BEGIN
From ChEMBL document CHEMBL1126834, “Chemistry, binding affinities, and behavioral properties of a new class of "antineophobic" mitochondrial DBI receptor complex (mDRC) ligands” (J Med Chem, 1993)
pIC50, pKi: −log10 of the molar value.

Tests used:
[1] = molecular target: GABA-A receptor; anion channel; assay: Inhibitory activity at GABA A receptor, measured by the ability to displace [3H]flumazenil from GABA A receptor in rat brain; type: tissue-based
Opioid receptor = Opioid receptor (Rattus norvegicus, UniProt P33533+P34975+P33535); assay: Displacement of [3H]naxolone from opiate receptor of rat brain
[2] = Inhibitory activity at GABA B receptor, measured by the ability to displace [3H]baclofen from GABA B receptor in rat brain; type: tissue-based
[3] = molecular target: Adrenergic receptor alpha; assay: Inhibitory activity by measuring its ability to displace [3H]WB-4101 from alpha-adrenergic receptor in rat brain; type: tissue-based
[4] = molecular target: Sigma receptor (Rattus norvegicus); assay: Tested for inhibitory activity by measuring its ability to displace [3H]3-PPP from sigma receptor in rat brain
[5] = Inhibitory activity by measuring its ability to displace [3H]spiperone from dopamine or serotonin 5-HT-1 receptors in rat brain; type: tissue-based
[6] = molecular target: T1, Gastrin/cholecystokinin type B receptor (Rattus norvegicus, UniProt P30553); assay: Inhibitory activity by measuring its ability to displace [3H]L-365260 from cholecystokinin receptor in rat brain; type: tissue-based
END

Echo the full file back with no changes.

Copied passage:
From ChEMBL document CHEMBL1126834, “Chemistry, binding affinities, and behavioral properties of a new class of "antineophobic" mitochondrial DBI receptor complex (mDRC) ligands” (J Med Chem, 1993)
pIC50, pKi: −log10 of the molar value.

Tests used:
[1] = molecular target: GABA-A receptor; anion channel; assay: Inhibitory activity at GABA A receptor, measured by the ability to displace [3H]flumazenil from GABA A receptor in rat brain; type: tissue-based
Opioid receptor = Opioid receptor (Rattus norvegicus, UniProt P33533+P34975+P33535); assay: Displacement of [3H]naxolone from opiate receptor of rat brain
[2] = Inhibitory activity at GABA B receptor, measured by the ability to displace [3H]baclofen from GABA B receptor in rat brain; type: tissue-based
[3] = molecular target: Adrenergic receptor alpha; assay: Inhibitory activity by measuring its ability to displace [3H]WB-4101 from alpha-adrenergic receptor in rat brain; type: tissue-based
[4] = molecular target: Sigma receptor (Rattus norvegicus); assay: Tested for inhibitory activity by measuring its ability to displace [3H]3-PPP from sigma receptor in rat brain
[5] = Inhibitory activity by measuring its ability to displace [3H]spiperone from dopamine or serotonin 5-HT-1 receptors in rat brain; type: tissue-based
[6] = molecular target: T1, Gastrin/cholecystokinin type B receptor (Rattus norvegicus, UniProt P30553); assay: Inhibitory activity by measuring its ability to displace [3H]L-365260 from cholecystokinin receptor in rat brain; type: tissue-based